Aerangis somalensis

Family: Orchidaceae

Countries: Africa, Ethiopia, Kenya, Malawi, Tanzania, Zimbabwe

Aerangis somalensis is a small sized, epiphytic orchid species, which can be found growing in various locations.  Plants grow in both dry areas of woodland, as well as near streams and rivers, in Africa.  The second part of this orchid species’ name – the specific epithet – derives from Somalia where this orchid is from, but this is not the only location where this orchid is found.  Aerangis somalensis can also be found growing in Ethiopia, Malawi, and Kenya.  In the wild, Aerangis somalensis is often found growing upon Brachystegia trees.  Aerangis somalensis is an epiphytic orchid species; this plant produces thick roots, which have a strong grip and firmly attach the orchid to its host tree.

Aerangis somalensis receives a drier winter period in its native environment, where for six months of the year, the plants receive very little water.  If you plan to grow Aerangis somalensis yourself, you will need to replicate the plant’s natural growing conditions and provide this small sized orchid species with a drier winter period and a wetter summer period.  During this drier winter, you will need to mist your plants with rainwater every now and then.  I always favour misting these orchids, and any other orchids that are having a winter rest period, in the early mornings, so the plants can dry out again by nightfall.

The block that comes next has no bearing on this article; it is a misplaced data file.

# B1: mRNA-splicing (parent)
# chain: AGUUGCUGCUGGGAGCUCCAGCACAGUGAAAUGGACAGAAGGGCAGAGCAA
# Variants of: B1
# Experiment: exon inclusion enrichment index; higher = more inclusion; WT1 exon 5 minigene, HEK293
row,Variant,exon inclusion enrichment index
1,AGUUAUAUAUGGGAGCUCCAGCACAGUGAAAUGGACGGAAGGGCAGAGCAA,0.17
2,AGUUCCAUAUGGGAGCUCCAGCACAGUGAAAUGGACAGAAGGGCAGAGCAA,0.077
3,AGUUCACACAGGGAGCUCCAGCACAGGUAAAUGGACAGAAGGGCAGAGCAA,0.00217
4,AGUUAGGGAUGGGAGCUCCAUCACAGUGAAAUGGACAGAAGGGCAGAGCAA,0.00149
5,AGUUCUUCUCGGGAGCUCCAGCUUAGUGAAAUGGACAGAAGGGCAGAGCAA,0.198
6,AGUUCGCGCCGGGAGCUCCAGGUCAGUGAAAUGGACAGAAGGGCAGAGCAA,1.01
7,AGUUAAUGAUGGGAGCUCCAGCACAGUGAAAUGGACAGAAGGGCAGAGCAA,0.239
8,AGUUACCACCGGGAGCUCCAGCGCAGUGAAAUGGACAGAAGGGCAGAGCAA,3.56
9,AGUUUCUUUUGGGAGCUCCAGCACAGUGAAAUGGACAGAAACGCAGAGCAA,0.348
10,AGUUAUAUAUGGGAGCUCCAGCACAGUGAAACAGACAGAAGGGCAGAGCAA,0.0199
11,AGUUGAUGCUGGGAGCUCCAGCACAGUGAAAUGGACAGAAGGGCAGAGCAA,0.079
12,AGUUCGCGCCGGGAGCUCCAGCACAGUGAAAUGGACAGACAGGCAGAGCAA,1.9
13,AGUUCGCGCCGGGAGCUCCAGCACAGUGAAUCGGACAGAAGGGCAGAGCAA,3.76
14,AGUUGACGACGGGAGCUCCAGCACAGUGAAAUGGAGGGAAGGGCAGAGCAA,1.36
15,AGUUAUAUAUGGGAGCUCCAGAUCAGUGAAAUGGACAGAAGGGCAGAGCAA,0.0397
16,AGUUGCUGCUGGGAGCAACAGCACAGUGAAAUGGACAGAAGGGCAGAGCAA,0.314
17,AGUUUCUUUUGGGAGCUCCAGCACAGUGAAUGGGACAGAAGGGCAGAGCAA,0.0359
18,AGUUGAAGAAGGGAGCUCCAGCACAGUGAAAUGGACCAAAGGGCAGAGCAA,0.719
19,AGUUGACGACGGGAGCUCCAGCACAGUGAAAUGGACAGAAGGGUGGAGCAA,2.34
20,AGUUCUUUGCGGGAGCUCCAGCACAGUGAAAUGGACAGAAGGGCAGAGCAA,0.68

As with other orchids, there’s no need to use any fertiliser outside of your plant’s growing period. Examine your plant and check that it is actively growing, before you use any fertilisers.  Aerangis somalensis grows well under bright filtered, indirect light.  This orchid species grows best, when it’s mounted on cork bark.

Aerangis somalensis produces white flowers, which feature very long, thin, and rather straggly nectaries.  This orchid species produce fragrant blooms; Aerangis somalensis inflorescences release their perfume in the early evening, and at night, to attract the group of moths that act as their pollinators.

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